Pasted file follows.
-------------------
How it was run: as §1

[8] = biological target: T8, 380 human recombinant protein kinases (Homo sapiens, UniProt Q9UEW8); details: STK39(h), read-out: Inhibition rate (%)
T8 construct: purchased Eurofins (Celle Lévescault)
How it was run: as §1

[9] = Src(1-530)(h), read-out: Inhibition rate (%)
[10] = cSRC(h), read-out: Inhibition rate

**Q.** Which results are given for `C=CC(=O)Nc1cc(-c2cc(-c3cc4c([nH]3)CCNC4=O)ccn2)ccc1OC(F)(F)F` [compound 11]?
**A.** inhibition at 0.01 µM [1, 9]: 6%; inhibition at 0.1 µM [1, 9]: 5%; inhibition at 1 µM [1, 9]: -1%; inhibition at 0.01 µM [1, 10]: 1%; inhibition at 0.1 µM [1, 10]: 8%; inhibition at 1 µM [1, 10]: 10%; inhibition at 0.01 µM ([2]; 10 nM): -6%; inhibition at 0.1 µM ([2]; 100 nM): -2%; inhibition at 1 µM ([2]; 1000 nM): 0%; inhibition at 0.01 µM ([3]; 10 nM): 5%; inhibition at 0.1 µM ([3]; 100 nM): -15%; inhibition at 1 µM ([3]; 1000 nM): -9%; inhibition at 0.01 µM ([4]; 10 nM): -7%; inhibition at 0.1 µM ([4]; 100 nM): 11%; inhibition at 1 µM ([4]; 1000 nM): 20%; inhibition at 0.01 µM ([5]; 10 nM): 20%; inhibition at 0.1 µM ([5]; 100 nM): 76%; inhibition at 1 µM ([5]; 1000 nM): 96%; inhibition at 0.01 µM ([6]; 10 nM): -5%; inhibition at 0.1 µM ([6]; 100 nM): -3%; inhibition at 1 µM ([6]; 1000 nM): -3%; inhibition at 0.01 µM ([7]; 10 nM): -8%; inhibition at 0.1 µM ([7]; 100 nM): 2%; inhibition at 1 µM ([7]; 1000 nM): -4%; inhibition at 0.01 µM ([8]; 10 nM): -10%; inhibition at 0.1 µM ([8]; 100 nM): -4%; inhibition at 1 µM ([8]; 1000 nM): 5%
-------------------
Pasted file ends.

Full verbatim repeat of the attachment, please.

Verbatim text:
How it was run: as §1

[8] = biological target: T8, 380 human recombinant protein kinases (Homo sapiens, UniProt Q9UEW8); details: STK39(h), read-out: Inhibition rate (%)
T8 construct: purchased Eurofins (Celle Lévescault)
How it was run: as §1

[9] = Src(1-530)(h), read-out: Inhibition rate (%)
[10] = cSRC(h), read-out: Inhibition rate

**Q.** Which results are given for `C=CC(=O)Nc1cc(-c2cc(-c3cc4c([nH]3)CCNC4=O)ccn2)ccc1OC(F)(F)F` [compound 11]?
**A.** inhibition at 0.01 µM [1, 9]: 6%; inhibition at 0.1 µM [1, 9]: 5%; inhibition at 1 µM [1, 9]: -1%; inhibition at 0.01 µM [1, 10]: 1%; inhibition at 0.1 µM [1, 10]: 8%; inhibition at 1 µM [1, 10]: 10%; inhibition at 0.01 µM ([2]; 10 nM): -6%; inhibition at 0.1 µM ([2]; 100 nM): -2%; inhibition at 1 µM ([2]; 1000 nM): 0%; inhibition at 0.01 µM ([3]; 10 nM): 5%; inhibition at 0.1 µM ([3]; 100 nM): -15%; inhibition at 1 µM ([3]; 1000 nM): -9%; inhibition at 0.01 µM ([4]; 10 nM): -7%; inhibition at 0.1 µM ([4]; 100 nM): 11%; inhibition at 1 µM ([4]; 1000 nM): 20%; inhibition at 0.01 µM ([5]; 10 nM): 20%; inhibition at 0.1 µM ([5]; 100 nM): 76%; inhibition at 1 µM ([5]; 1000 nM): 96%; inhibition at 0.01 µM ([6]; 10 nM): -5%; inhibition at 0.1 µM ([6]; 100 nM): -3%; inhibition at 1 µM ([6]; 1000 nM): -3%; inhibition at 0.01 µM ([7]; 10 nM): -8%; inhibition at 0.1 µM ([7]; 100 nM): 2%; inhibition at 1 µM ([7]; 1000 nM): -4%; inhibition at 0.01 µM ([8]; 10 nM): -10%; inhibition at 0.1 µM ([8]; 100 nM): -4%; inhibition at 1 µM ([8]; 1000 nM): 5%